Spatchcocking, a super bizarre and fun word to say, is the process of removing the back of a whole bird and flattening it out. This tecnique is particularly handy when grilling chicken as it greatly speeds up the cooking time.
You might know this as brick chicken, because after spatchcocking the bird, you can weigh it down on the grill with an aluminum-foil wrapped brick, which makes for even cooking and crisp skin.
Read what Martha has to say about Spatchcocking here. Make sure you use a sharp knife or kitchen shears and watch your fingers.
1 Whole Locust Point Chicken
1 tablespoon of olive oil
Salt and pepper
Version 1 - Chimichurri Sauce
Version 2 - Chipotle Rubbed
Version 3 - Grill Sauced
1. (Optional) The day before, salt and pepper the entire bird. Depending on which version you are doing, you can also rub the bird in some of the seasoning.
2. Spatchcock the bird. Those directions use poultry scissors. You can also use a sharp knife, but watch your fingers!
3. Heat the grill.
4. Drizzle the bird in EVOO and liberally coat the entire bird front and back with your seasoning of choice.
5. (Optional) Wrap a brick in aluminum foil for pressing the bird flat on the grill. We do this sometimes, and sometimes we don't. It comes out well either way.
6. Grill, starting skin side up, for 15 minutes (depending on grill heat) before flipping and grilling another 15. The chicken will take about 30 minutes to fully cook depending on grill temp. (Optional: place brick on chicken each time you flip.)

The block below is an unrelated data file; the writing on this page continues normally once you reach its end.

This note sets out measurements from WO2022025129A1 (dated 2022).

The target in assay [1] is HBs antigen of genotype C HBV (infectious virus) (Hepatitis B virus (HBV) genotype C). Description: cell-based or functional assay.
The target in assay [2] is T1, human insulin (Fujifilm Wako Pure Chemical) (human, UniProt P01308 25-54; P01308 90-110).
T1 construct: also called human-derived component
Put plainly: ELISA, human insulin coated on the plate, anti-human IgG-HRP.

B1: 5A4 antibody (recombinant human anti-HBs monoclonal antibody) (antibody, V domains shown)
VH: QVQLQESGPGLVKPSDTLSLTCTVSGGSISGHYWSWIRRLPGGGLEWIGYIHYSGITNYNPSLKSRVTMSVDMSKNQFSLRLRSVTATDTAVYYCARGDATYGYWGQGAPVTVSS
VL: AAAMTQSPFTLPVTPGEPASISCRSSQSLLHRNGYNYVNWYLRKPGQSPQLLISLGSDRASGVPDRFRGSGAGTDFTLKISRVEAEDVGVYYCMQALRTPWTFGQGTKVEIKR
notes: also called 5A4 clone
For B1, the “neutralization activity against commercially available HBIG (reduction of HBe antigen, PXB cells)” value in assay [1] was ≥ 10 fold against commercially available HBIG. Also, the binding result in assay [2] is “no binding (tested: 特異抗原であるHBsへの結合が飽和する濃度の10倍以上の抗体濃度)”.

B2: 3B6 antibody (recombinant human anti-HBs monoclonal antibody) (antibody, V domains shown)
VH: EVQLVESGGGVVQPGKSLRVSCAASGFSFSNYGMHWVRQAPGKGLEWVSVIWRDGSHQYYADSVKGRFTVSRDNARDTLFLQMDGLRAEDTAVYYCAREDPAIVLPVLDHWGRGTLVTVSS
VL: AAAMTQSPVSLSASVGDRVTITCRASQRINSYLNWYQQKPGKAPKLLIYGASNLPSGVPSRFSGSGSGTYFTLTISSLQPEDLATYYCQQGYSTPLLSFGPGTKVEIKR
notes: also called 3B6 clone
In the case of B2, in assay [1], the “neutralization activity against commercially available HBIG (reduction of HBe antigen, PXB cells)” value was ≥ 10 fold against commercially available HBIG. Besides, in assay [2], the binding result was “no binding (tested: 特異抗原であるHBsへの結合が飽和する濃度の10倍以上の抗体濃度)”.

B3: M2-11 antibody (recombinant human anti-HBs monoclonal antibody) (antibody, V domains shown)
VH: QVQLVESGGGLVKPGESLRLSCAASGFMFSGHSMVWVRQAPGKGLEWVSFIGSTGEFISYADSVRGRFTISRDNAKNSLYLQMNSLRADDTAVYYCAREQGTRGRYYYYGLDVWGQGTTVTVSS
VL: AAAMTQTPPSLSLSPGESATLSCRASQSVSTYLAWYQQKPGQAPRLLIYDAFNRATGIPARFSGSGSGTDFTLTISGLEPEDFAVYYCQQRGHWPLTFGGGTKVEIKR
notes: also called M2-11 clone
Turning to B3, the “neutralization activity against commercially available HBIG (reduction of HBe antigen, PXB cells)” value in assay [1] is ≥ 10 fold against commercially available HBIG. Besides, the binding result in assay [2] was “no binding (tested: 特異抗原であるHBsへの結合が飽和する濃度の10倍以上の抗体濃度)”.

7. When the chicken is fully cooked, we recommend liberally sprinkling with more spice rub, or smearing grill sauce or chimicchuri on it while it's still hot.
8. Serve whole or cut into more managable pieces. We think serving it on a butcher block looks mighty slick.
IMPORTANT Grilling chicken (especially a whole bird) is a sticky wicket. You can very easly burn the outside while the inside remains raw. Here are a few tips to avoid this:
If using charcoal (our preferred method): USE THE LID! It is your friend. The lid on a charcoal grill is essentially your temperature control. It lowers the direct heat of the flame and makes the grill more like an oven. Once your coals are white hot, put the lid on the grill for 5 minutes before you add your meat. Then, once the meat is on, put the lid back on as well. When you peek at the meat and flip it, the coals will heat back up. Then return the lid. If at anytime it seems things are cooling too much, just keep the lid off, but keep an eye on things. It will heat up again within a minute.
Doing this correctly is a bit of an art form that takes time to learn, but once you master, it your friends will begin calling you the grilled chicken whisperer.
If using gas: Keep the temp medium-low. You want to achieve a crisp skin without burning it. Medium-high will char the skin.